When Pete sees the cash in the trunk, he devises a way to use it to help his family without revealing that it's coming from him. But what really changes his life are the notebooks.
For years they are his secret delight, and they lead him to hope for his own career as a writer. But once Bellamy is out of jail, the only thing he wants is to get his hands on the notebooks — which puts Pete right in his crosshairs.
Will Pete survive? Will Rothstein's writings ever make it to print? Will King scare the bejeebers out of us once again? I can answer the last one: Yes.
'The gentleman's Stephen King'
Joyce Carol Oates is a hugely accomplished literary novelist, but she has always delighted in crossing and bending genre lines. She has won a National Book Award and many other literary honors, but she also has received a couple of Bram Stokers for horror and a World Fantasy Award, and she has written everything from bodice-ripping romances to historical novels that feature vampires.
So Jack of Spades, a thriller with hints of horror, is no surprise (although the book contains plenty of them). It's a briskly paced, brief book, more novella than novel, which serves its headlong story well — I read almost all of it in one sitting.
Its narrator, Andrew Rush, is the "author of bestselling mystery-suspense novels with a touch of the macabre. (Not an excessive touch, not nasty-mean, or disturbing. Never obscene, nor even sexist. Women are treated graciously in my mysteries, apart from a few obligatory noir performances. Corpses are likely to be white adult males.)"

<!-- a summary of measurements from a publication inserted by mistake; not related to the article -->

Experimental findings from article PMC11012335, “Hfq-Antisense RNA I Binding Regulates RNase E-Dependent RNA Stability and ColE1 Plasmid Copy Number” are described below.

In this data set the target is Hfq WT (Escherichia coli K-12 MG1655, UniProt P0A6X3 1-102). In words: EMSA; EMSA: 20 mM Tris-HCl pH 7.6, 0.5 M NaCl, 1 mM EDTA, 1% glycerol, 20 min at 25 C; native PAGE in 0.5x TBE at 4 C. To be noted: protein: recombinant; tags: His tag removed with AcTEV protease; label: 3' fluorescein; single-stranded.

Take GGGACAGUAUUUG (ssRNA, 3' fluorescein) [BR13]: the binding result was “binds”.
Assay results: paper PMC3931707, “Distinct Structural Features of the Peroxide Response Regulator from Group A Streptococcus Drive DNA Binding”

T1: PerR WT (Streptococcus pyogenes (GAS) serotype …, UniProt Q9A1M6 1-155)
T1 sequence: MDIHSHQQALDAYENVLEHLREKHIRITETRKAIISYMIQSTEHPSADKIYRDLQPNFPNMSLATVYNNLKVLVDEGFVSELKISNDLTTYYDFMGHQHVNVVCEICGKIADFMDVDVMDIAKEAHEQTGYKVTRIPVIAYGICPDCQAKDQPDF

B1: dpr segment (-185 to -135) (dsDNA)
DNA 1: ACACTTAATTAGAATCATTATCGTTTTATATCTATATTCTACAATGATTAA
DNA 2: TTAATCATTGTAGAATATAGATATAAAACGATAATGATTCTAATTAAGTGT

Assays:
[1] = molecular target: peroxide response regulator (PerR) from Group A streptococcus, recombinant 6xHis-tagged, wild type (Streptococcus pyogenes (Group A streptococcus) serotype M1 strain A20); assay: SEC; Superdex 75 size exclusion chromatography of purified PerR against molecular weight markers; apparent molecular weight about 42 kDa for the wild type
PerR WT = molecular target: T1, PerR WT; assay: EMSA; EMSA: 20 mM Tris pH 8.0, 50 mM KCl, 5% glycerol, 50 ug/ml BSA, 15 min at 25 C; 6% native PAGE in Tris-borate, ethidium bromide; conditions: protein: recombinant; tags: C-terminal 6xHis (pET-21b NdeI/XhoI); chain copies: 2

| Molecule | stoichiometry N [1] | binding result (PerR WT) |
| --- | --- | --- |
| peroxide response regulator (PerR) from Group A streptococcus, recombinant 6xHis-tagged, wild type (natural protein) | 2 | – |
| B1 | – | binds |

He has, he tells us modestly, book sales in the "double-digit millions" and has been reviewed in the New York Times (but, he adds with a touch of pique, only in the crime fiction roundup). He has even been called, he notes, "the gentleman's Stephen King." He goes on to outline the parallels between himself and King, although he is "sure they are only coincidental."
Coincidence, too, we're sure, that Rush has another, secret writer's life. He has written four novels, "cruder, more visceral, more frankly horrific," under the pen name Jack of Spades. No one knows he wrote them — he uses a different publisher and agent and communicates with them only electronically. As Andrew Rush, he is a meticulous planner who composes on a computer in a gorgeously designed studio in his New Jersey estate. As Jack of Spades, he writes longhand late at night in a drunken fever dream and scarcely remembers the books once they're in print.
He keeps the two careers separate successfully until a couple of things happen. His grown daughter picks up a copy of a Jack of Spades book and finds it not only "gross" but disturbingly similar in plot to an event in her own life.
Also, Rush opens the mail one day to find a summons, threatening him with arrest if he doesn't show up in court. He is flabbergasted, but his publisher's lawyer discovers that he's being sued by a local woman he's never heard of — for plagiarism. She accuses him of breaking into her house and taking her notes. Don't worry, the lawyer tells him, it happens to lots of famous writers — why, it's even happened to Stephen King.
King is one major presence in this book; Edgar Allan Poe is another, from the appearance of a first edition of his The Imp of the Perverse to the tone and diction of Rush's increasingly unreliable narrative as Jack of Spades' voice in his head grows stronger. (Jack of Spades and Finders Keepers both mention many other real-life writers; one who's name-checked in both is Tampa's Michael Connelly.)
As Jack of Spades barrels to its end, its plot takes many twists I won't give away. But, in Oates' tale, does Jack of Spades scare the bejeebers out of Stephen King? Yes.
Contact Colette Bancroft at firstname.lastname@example.org or (727) 893-8435. Follow @colettemb.